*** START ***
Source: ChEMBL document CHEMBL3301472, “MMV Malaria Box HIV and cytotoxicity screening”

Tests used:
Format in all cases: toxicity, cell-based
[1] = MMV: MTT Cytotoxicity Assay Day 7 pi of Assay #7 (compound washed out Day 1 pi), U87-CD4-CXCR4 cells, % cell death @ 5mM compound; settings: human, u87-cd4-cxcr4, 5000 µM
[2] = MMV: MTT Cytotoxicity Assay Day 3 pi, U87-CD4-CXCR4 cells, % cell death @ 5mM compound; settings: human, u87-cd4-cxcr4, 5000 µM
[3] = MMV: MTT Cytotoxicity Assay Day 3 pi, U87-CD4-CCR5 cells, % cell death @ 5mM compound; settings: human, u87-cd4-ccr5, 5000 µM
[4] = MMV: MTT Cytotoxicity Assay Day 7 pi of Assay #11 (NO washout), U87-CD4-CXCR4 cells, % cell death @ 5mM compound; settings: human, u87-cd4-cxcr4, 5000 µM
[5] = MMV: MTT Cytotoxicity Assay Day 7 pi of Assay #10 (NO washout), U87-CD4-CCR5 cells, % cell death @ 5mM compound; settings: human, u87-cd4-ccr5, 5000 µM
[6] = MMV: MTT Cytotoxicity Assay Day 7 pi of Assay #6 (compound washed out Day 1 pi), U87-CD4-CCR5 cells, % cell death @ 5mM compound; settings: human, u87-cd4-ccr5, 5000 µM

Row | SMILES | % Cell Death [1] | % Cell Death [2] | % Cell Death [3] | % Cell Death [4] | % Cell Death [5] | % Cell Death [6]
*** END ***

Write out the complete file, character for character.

Source: ChEMBL document CHEMBL3301472, “MMV Malaria Box HIV and cytotoxicity screening”

Tests used:
Format in all cases: toxicity, cell-based
[1] = MMV: MTT Cytotoxicity Assay Day 7 pi of Assay #7 (compound washed out Day 1 pi), U87-CD4-CXCR4 cells, % cell death @ 5mM compound; settings: human, u87-cd4-cxcr4, 5000 µM
[2] = MMV: MTT Cytotoxicity Assay Day 3 pi, U87-CD4-CXCR4 cells, % cell death @ 5mM compound; settings: human, u87-cd4-cxcr4, 5000 µM
[3] = MMV: MTT Cytotoxicity Assay Day 3 pi, U87-CD4-CCR5 cells, % cell death @ 5mM compound; settings: human, u87-cd4-ccr5, 5000 µM
[4] = MMV: MTT Cytotoxicity Assay Day 7 pi of Assay #11 (NO washout), U87-CD4-CXCR4 cells, % cell death @ 5mM compound; settings: human, u87-cd4-cxcr4, 5000 µM
[5] = MMV: MTT Cytotoxicity Assay Day 7 pi of Assay #10 (NO washout), U87-CD4-CCR5 cells, % cell death @ 5mM compound; settings: human, u87-cd4-ccr5, 5000 µM
[6] = MMV: MTT Cytotoxicity Assay Day 7 pi of Assay #6 (compound washed out Day 1 pi), U87-CD4-CCR5 cells, % cell death @ 5mM compound; settings: human, u87-cd4-ccr5, 5000 µM

Row | SMILES | % Cell Death [1] | % Cell Death [2] | % Cell Death [3] | % Cell Death [4] | % Cell Death [5] | % Cell Death [6]